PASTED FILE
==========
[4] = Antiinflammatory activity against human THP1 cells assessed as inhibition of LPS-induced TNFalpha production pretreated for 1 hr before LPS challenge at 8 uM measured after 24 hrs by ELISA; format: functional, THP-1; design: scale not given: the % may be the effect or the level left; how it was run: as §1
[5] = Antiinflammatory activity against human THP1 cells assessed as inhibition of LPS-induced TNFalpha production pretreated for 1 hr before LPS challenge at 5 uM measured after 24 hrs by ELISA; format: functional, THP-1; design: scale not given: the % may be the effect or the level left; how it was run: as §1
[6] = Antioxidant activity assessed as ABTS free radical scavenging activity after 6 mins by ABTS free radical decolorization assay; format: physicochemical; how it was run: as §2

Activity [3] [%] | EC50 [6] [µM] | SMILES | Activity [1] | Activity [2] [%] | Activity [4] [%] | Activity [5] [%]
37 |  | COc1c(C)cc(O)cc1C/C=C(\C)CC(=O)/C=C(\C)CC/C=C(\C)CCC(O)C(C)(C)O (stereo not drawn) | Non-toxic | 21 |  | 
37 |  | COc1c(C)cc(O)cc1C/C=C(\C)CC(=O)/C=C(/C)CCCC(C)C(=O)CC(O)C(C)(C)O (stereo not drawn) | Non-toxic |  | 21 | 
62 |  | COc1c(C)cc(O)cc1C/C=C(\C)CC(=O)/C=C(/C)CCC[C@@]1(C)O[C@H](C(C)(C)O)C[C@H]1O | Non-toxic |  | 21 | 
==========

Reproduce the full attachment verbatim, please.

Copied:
[4] = Antiinflammatory activity against human THP1 cells assessed as inhibition of LPS-induced TNFalpha production pretreated for 1 hr before LPS challenge at 8 uM measured after 24 hrs by ELISA; format: functional, THP-1; design: scale not given: the % may be the effect or the level left; how it was run: as §1
[5] = Antiinflammatory activity against human THP1 cells assessed as inhibition of LPS-induced TNFalpha production pretreated for 1 hr before LPS challenge at 5 uM measured after 24 hrs by ELISA; format: functional, THP-1; design: scale not given: the % may be the effect or the level left; how it was run: as §1
[6] = Antioxidant activity assessed as ABTS free radical scavenging activity after 6 mins by ABTS free radical decolorization assay; format: physicochemical; how it was run: as §2

Activity [3] [%] | EC50 [6] [µM] | SMILES | Activity [1] | Activity [2] [%] | Activity [4] [%] | Activity [5] [%]
37 |  | COc1c(C)cc(O)cc1C/C=C(\C)CC(=O)/C=C(\C)CC/C=C(\C)CCC(O)C(C)(C)O (stereo not drawn) | Non-toxic | 21 |  | 
37 |  | COc1c(C)cc(O)cc1C/C=C(\C)CC(=O)/C=C(/C)CCCC(C)C(=O)CC(O)C(C)(C)O (stereo not drawn) | Non-toxic |  | 21 | 
62 |  | COc1c(C)cc(O)cc1C/C=C(\C)CC(=O)/C=C(/C)CCC[C@@]1(C)O[C@H](C(C)(C)O)C[C@H]1O | Non-toxic |  | 21 | 